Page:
CambBrown's Alignment Brake and auto repair alignment Camberer – Primarily a wearing angle. The inward or outward tilt of the top of the wheel. The tire leaning in or out from top to bottom.  A measurement of zero indicates the tire / wheel assembly is exactly vertical. Incorrect camber will cause inside or outside edge wear and in extreme cases can cause a pull toward the side with the greater reading.

Camber is the angle of the wheel in relation to a vertical direction (seen from the front or rear of the car).

A negative camber measurement occurs when a wheel leans toward the chassis. The top of the tire is leaning in. Negative camber would cause inside tire wear.

A positive camber measurement points the wheel out away from the car. The top of the tire is leaning out away from the car. Positive camber will cause outside tire wear.

An ideal camber angle assures optimal tire efficiency, proper steering control, and a precautionary “anti-roll” directive that engineers have adapted into vehicle designs to negate the effects of a body roll. A faulty camber angle will create tire wear and possible a pull.

Brown's alignment brake and auto repair alignment Thrust AngleThrust Angle – The direction the rear wheels are positioned in reference to the vehicle center line.Thrust angle is the direction that the rear wheels are pointing in relation to the center line of the vehicle  If the thrust line is to the right of the centerline, the angle is said to be positive. If the thrust line is to the left of center, the angle is negative. . If the thrust angle is not zero, then the vehicle will “dog track” and the steering wheel will not be centered.  It is caused by rear wheel or axle misalignment and causes the steering to pull or lead to one side or the other. It is the primary cause of an off-center or crooked steering wheel. Correcting rear axle or toe alignment is necessary to eliminate the thrust angle. If that is not possible, using the thrust angle as a reference line for aligning front toe can restore center steering.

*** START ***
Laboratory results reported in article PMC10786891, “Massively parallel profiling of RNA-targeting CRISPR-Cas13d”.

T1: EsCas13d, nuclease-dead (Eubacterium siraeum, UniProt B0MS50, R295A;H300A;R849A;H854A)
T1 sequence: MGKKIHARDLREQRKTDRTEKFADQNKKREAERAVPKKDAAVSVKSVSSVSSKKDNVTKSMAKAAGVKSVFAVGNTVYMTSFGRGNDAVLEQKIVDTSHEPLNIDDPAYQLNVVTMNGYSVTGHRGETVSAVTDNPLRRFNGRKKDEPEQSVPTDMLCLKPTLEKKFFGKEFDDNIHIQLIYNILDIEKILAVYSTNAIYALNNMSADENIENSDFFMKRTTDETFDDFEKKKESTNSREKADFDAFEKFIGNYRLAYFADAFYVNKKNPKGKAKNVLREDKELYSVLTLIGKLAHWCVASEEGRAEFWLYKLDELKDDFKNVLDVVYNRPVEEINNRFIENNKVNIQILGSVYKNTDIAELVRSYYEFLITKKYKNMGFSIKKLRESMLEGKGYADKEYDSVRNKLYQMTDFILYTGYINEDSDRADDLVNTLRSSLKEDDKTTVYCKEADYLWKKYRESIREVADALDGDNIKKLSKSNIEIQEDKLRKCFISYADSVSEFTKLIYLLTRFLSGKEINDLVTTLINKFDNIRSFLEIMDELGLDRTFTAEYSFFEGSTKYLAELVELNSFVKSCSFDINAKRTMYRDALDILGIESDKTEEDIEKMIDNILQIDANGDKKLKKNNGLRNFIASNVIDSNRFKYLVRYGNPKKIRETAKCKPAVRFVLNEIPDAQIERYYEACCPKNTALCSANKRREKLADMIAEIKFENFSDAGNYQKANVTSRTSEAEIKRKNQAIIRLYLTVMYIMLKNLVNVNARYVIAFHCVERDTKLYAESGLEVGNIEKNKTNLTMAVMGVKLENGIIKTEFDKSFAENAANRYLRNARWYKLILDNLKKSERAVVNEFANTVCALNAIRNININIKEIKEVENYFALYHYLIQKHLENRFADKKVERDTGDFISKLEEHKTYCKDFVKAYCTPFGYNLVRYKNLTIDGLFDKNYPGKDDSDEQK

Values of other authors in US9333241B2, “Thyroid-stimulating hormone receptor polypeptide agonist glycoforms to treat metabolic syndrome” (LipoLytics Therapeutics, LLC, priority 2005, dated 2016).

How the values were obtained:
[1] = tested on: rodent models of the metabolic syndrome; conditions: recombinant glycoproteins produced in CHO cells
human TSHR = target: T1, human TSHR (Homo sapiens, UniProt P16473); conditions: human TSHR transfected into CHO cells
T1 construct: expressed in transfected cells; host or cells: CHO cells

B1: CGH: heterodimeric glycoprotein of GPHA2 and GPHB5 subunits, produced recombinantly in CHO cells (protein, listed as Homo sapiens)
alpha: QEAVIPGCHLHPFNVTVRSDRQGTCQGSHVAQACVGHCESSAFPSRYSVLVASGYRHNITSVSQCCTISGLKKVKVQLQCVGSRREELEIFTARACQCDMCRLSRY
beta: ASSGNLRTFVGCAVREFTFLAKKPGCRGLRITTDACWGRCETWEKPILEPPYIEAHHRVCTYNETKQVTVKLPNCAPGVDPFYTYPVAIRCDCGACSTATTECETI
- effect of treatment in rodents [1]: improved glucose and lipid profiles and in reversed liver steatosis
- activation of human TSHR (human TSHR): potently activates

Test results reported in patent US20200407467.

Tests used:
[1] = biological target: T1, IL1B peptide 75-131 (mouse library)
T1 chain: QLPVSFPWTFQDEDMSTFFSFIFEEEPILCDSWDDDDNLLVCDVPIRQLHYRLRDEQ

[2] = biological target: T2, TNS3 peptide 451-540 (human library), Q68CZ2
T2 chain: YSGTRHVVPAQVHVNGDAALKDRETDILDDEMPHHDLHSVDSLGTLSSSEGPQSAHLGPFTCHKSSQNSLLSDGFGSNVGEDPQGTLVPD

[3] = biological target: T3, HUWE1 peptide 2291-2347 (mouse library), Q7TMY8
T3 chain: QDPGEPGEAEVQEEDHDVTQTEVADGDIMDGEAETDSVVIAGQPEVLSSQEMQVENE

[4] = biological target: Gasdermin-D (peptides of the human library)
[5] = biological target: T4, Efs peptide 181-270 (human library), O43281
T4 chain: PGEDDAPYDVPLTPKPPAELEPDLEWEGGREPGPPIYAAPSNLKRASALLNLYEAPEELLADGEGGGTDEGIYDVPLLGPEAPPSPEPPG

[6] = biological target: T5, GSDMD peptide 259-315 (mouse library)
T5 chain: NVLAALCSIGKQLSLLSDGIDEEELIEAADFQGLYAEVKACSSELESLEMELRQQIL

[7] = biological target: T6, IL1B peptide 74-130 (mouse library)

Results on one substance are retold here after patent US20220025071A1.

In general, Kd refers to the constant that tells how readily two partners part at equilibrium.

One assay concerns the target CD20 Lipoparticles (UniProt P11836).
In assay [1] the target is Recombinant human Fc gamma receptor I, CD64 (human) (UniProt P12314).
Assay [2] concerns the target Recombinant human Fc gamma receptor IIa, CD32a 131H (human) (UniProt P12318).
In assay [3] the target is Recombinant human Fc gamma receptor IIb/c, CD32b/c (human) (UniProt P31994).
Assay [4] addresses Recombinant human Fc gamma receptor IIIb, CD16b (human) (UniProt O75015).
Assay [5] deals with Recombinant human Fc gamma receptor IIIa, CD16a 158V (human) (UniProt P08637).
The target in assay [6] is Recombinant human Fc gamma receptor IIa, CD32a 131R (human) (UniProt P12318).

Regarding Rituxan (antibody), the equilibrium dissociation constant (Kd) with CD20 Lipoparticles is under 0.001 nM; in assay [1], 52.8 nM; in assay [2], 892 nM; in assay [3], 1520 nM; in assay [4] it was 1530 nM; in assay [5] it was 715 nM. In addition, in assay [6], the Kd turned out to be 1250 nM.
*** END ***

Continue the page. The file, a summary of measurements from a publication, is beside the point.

Browns alignment brake and auto repair alignment Caster angleCaster Primarily a pulling angle. The forward or backward tilt of the upper ball joint, or top of the strut, relative to the lower ball joint. when this leaning toward the rear of the car, then the caster is positive, if it is leaning toward the front, it is negative. As the difference between these angles increases from side to side, so does the likelihood of a pull in the direction of the lower reading. Basically the cross caster measurement measures the difference in position of the two front tires. They should be in the same position relative to each other. If one tire is further forward or back relative to the other tire a pull will be created. Incorrect caster can result in wander and weave at high speed and lack of steering wheel “return-ability”. Extreme caster may also cause uneven tire edge wear.

Caster is used to describe the angle of a steering pivot, as seen from the side of the vehicle and measured in degrees. Caster alignment plays a large role in evaluating the “feel” of steering and the stability of high-speed transportation. Three to five degrees of positive caster is typical for most vehicles, and lower angles for heavier vehicles are used to keep steering comfortable. A faulty caster angle will cause loose or difficult steering.